Figure 1: Inheritance of haemophilia Female carrier

5. Discuss haemophilia inheritance by using questions and then fill in the gaps in information about how it is passed from one generation to the next. For example: “What do you know about how haemophilia is passed on from one generation to another?” “What do you know about your daughters’ chances of being a carrier of haemophilia?” The use of a pictorial chart of inheritance is helpful, whatever level of understanding. (See figures 1, 2, and 3.) Clarify the genetic inheritance pattern of haemophilia using the chart, particularly that: •

Sons of men with haemophilia will not have the condition, nor pass it on to the next generation.

All daughters of men with haemophilia will be carriers and will have a 50 percent chance of having daughters who are carriers and sons that have haemophilia. Figure 2: Inheritance of haemophilia Male with haemophilia

Legend: Female carrier Female (not carrier) Male with haemophilia Male without haemophilia

This chart shows how haemophilia is inherited from a woman who is a carrier. Sons of a carrier have a 50 percent chance of having haemophilia. Daughters of a carrier have a 50 percent change of being a carrier.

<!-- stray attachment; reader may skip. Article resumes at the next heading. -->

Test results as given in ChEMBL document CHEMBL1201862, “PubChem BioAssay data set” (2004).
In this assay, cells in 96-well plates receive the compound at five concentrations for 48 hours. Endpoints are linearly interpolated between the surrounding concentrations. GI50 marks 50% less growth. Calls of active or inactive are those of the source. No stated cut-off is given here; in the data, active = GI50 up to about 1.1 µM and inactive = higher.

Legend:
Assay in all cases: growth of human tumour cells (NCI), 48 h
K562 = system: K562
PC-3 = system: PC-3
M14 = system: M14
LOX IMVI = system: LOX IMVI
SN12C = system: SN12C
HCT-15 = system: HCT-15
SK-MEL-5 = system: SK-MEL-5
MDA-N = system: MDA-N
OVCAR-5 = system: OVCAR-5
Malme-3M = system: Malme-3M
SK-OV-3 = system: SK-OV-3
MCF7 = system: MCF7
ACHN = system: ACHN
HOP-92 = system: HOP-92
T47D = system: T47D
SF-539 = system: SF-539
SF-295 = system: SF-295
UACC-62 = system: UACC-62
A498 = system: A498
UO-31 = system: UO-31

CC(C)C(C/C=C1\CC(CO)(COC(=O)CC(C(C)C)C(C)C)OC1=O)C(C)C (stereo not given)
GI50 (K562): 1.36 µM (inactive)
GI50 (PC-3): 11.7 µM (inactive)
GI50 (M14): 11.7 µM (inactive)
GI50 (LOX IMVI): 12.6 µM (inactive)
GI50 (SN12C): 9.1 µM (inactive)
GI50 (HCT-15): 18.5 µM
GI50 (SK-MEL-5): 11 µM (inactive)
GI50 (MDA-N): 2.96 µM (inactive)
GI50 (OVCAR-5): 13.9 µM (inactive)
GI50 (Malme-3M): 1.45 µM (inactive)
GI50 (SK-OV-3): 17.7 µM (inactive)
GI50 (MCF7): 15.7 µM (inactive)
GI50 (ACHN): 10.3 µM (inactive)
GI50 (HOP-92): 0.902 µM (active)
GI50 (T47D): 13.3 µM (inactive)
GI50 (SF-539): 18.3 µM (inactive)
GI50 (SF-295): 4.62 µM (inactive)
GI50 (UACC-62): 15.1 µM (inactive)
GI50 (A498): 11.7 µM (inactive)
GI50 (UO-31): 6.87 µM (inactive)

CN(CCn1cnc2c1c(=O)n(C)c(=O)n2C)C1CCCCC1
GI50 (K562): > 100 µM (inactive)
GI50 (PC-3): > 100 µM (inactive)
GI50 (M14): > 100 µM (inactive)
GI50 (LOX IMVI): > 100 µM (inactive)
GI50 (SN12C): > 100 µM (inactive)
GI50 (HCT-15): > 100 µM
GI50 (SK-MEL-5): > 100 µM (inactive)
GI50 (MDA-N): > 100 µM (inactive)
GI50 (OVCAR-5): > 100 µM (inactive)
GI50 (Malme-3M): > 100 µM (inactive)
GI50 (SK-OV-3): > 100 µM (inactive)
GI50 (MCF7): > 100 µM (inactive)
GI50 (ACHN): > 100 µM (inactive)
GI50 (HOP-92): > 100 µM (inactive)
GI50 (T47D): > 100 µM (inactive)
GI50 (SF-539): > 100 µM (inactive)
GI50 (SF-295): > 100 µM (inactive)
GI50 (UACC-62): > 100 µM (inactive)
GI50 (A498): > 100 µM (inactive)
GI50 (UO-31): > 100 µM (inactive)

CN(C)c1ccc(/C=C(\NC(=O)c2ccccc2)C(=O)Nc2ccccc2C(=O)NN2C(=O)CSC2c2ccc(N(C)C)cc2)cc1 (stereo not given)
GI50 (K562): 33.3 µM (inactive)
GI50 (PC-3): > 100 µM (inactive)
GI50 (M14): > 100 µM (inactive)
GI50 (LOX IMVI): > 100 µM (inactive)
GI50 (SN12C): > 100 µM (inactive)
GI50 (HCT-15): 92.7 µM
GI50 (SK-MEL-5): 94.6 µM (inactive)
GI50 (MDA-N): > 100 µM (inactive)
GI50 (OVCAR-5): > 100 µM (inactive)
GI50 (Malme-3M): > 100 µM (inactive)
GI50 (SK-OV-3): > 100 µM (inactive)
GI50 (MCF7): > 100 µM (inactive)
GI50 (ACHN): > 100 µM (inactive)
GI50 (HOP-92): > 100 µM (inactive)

Legend: Female carrier Female (not carrier) Male with haemophilia Male without haemophilia

This chart shows how haemophilia is passed on from a man with haemophilia. All the daughters of a man with haemophilia will be carriers. All sons of a man with haemophilia will not have haemophilia.

Genetic Counselling for Haemophilia

Figure 3: Inheritance of haemophilia Male with haemophilia and female carrier

Legend: Female carrier Female with haemophilia Male with haemophilia Male without haemophilia

This chart shows how haemophilia is passed on if a male with haemophilia marries a female who carries the gene for haemophilia. Their sons have a 50 percent chance having haemophilia. Their daughters have a 50 percent chance of being carriers and a 50 percent chance of having haemophilia. This situation is more likely to happen if blood relatives marry when there is a history of haemophilia in the family. •

There can be sporadic cases detected through the birth of a child with haemophilia when there is no known family history of bleeding.

The female will be a carrier if she has more than one son with haemophilia.

If a male with haemophilia marries a female who carries the gene for haemophilia, their daughters have a 50 percent chance of being carriers and a 50 percent chance of having haemophilia. There is a 50 percent chance that the couple’s sons will be affected by inheriting their mother’s x chromosome. This situation is more likely to happen if blood relatives marry when there is a history of haemophilia in the family.